Wednesday, October 1, 2008


As I said in the previous post, a little money sure went a long way those days.

I remember (and I know my brother does, too) one special occasion, when my magnanimous barama (aunt) had given both of us a princely sum of one rupee each, I forget for what reason. As 1 rupee really equaled 100 paise in those days (unlike nowadays, when it languishes at the bottom of the monetary scale), we were both overjoyed and decided to spend our king’s ransom at the local sweet shop.

There the unanimity and amity ended. My brother, eager and reckless, splurged his sum on a huge sweet, appropriately called Atom-bomb, and gobbled it down, OD-ing on the sugary-syrupy-monstrosity.

I, being way more bearish (in stock-market terms), decided (after a lot of observation and consideration – and to the irritation of the man at the sweet-shop counter) to put my eggs in many baskets. I bought a 1001 thingies – 20 paise worth of angti-sondesh (a ring-shaped milk-made sweet, 5 paise each), a danadar for 20 paise (full of yummy crunchy sugar granules), a soft-milky kalakand (30 paise) and a hard-milky barfi (25 paise). A headcount of 7 sweets, with 5 paise still in my pocket.

Bhai (my beloved and bickering brother), with his tummy full and pocket empty at one go, glared and pleaded alternately as I cruelly sat in front of him, tasting and taking my own sweet time to finish my hoard, refusing to share the tiniest grain of sugar with him. He had had his 1-rupee-worth-of-sweet, so he should not ask for more, that was my unshakeable argument.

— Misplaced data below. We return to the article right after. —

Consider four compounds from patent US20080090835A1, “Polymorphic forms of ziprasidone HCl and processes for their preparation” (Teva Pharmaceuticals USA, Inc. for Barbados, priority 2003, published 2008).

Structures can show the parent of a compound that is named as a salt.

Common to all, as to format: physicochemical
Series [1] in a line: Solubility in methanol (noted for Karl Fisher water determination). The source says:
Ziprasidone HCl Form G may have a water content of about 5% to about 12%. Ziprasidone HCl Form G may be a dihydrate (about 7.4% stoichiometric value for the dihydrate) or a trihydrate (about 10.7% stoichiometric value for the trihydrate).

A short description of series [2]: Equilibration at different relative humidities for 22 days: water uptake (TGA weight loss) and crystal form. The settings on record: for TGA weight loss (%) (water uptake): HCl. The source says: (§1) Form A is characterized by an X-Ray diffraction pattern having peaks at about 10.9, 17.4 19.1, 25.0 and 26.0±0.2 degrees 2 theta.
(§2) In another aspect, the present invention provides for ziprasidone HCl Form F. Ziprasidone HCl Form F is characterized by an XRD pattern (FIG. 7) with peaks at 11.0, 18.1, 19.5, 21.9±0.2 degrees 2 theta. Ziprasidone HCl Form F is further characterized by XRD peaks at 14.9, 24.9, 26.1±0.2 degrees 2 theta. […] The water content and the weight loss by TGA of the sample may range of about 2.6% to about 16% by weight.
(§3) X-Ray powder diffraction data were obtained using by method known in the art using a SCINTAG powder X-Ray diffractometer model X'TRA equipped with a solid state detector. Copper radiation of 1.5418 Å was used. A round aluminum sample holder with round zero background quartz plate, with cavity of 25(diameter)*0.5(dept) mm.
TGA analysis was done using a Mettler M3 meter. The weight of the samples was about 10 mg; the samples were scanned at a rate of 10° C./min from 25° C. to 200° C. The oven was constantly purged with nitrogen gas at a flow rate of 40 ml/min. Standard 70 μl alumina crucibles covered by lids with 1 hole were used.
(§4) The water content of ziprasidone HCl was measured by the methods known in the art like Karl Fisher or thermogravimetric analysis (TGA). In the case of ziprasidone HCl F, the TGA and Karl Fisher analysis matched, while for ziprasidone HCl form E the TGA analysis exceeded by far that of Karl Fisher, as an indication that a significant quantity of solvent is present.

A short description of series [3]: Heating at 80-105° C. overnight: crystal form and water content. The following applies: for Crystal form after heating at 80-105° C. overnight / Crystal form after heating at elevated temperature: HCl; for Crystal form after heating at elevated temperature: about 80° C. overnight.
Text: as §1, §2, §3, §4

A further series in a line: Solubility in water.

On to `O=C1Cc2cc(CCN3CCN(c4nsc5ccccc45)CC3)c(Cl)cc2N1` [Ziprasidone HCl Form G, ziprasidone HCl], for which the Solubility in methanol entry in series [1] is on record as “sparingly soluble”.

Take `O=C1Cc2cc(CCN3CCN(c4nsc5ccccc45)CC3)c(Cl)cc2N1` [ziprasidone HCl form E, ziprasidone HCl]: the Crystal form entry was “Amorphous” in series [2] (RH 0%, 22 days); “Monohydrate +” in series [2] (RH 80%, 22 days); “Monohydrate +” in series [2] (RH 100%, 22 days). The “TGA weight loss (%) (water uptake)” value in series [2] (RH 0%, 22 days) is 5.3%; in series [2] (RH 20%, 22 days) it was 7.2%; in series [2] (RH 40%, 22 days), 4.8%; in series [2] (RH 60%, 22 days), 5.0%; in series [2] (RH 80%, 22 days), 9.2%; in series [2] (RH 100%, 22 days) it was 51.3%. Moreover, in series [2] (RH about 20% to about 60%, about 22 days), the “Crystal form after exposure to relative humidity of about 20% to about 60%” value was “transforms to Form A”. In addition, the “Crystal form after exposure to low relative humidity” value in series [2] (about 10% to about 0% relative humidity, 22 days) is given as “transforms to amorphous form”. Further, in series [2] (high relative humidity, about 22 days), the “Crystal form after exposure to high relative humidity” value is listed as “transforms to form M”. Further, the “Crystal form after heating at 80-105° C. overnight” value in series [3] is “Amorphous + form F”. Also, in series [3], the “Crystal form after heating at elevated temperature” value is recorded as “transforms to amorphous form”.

Bhai often quotes this incident to rib me about my heartlessness and stinginess and miserliness as a child, I prefer to call myself a thrifty and careful spender, even though I am a little shamefaced about the ‘heartless’ jibe.



Aleta said...

I enjoyed your story and could relate to buying a number of different candies to make the joy of the money stretch a little further. My brother and I would ride our bikes to the local store (we had to ride through high grass along the canal, back then it wasn't paved in). That route was the quickest and no cars to fear on the way. We would buy treats and stuff them into our pockets for the ride back. There's a park close to home and we'd sometimes stop there to enjoy the treats or feed the ducks. I can't recall much of a money memory, other than the one I shared in the comment earlier.

Peter Rozovsky said...

It's so sad that we learn the value of money at such a young age! Once, at about age 8, I dropped the package from a small toy into a large trash basket outside the store, then remembered that I'd put my change from the purchase in the package, which was now irretrievably lost. Such panic at the loss of a dollar and fifteen cents!
Detectives Beyond Borders
"Because Murder Is More Fun Away From Home"

PBandJ said...

When my sister and I were in grade school we had to walk to and from school about a half mile away. One day we were walking home and it was near the end of the school year and a very hot day; we were thirsty. We wondered if we had enough money to get a drink from a cafe that we passed daily, so we pooled our money and found that we had 45 cents. Awesome! We went in and asked the waitress if we could get a small coke with what we had. She said we were about 50 cents short, but she took it and gave us a drink to share anyway if we brought the rest in the next day. We were so happy she had put her trust in us and we made sure we brought her 50 cents the next day as promised. Aaaahhhh, the good old days.

redchair said...

I’m ‘thrifty’ like you and have been as long as I can remember. When my Mom would give my sister and I money for the movies as kids, my sister (like your brother) would spend all hers in one felt swoop. I’d always liked having money so I’d put mine in my pocket. When I got home I'd add it to my stash in my piggy bank.

As far as sharing it, that happened without request. With great frequency, my sister would rob my piggy bank. She still owes me a million U.S. pennies, quarters and dimes. I’ll get her to pay up one of these days.

Sucharita Sarkar said...

Thanks, everyone, for saving up and spending your money memories here.